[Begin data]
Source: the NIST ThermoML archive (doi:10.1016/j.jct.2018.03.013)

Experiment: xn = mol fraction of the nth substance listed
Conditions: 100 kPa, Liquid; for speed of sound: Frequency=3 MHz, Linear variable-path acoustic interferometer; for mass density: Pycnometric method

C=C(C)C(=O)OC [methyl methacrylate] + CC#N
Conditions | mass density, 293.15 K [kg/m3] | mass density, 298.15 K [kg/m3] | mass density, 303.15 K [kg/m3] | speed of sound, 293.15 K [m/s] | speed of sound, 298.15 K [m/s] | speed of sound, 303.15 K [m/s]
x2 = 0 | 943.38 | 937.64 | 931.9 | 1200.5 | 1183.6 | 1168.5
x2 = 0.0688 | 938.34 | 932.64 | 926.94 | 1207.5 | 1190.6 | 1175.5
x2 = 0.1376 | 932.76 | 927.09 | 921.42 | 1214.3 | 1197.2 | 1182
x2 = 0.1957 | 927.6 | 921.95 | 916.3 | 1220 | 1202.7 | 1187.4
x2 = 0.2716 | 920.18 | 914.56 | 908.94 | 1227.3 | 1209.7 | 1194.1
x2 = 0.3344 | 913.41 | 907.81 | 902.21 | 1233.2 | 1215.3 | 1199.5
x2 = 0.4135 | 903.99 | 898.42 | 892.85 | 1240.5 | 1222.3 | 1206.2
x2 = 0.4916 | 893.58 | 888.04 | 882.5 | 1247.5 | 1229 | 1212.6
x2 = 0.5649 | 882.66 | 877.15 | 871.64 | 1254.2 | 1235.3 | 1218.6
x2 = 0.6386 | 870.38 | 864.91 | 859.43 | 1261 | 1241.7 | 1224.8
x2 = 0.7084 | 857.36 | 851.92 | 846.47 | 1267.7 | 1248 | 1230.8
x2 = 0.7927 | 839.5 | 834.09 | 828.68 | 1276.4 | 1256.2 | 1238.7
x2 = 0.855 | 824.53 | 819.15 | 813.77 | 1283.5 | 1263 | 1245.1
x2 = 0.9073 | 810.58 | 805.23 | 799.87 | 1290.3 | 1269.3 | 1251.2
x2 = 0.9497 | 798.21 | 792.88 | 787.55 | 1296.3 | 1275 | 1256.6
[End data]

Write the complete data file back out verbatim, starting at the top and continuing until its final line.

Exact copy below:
Source: the NIST ThermoML archive (doi:10.1016/j.jct.2018.03.013)

Experiment: xn = mol fraction of the nth substance listed
Conditions: 100 kPa, Liquid; for speed of sound: Frequency=3 MHz, Linear variable-path acoustic interferometer; for mass density: Pycnometric method

C=C(C)C(=O)OC [methyl methacrylate] + CC#N
Conditions | mass density, 293.15 K [kg/m3] | mass density, 298.15 K [kg/m3] | mass density, 303.15 K [kg/m3] | speed of sound, 293.15 K [m/s] | speed of sound, 298.15 K [m/s] | speed of sound, 303.15 K [m/s]
x2 = 0 | 943.38 | 937.64 | 931.9 | 1200.5 | 1183.6 | 1168.5
x2 = 0.0688 | 938.34 | 932.64 | 926.94 | 1207.5 | 1190.6 | 1175.5
x2 = 0.1376 | 932.76 | 927.09 | 921.42 | 1214.3 | 1197.2 | 1182
x2 = 0.1957 | 927.6 | 921.95 | 916.3 | 1220 | 1202.7 | 1187.4
x2 = 0.2716 | 920.18 | 914.56 | 908.94 | 1227.3 | 1209.7 | 1194.1
x2 = 0.3344 | 913.41 | 907.81 | 902.21 | 1233.2 | 1215.3 | 1199.5
x2 = 0.4135 | 903.99 | 898.42 | 892.85 | 1240.5 | 1222.3 | 1206.2
x2 = 0.4916 | 893.58 | 888.04 | 882.5 | 1247.5 | 1229 | 1212.6
x2 = 0.5649 | 882.66 | 877.15 | 871.64 | 1254.2 | 1235.3 | 1218.6
x2 = 0.6386 | 870.38 | 864.91 | 859.43 | 1261 | 1241.7 | 1224.8
x2 = 0.7084 | 857.36 | 851.92 | 846.47 | 1267.7 | 1248 | 1230.8
x2 = 0.7927 | 839.5 | 834.09 | 828.68 | 1276.4 | 1256.2 | 1238.7
x2 = 0.855 | 824.53 | 819.15 | 813.77 | 1283.5 | 1263 | 1245.1
x2 = 0.9073 | 810.58 | 805.23 | 799.87 | 1290.3 | 1269.3 | 1251.2
x2 = 0.9497 | 798.21 | 792.88 | 787.55 | 1296.3 | 1275 | 1256.6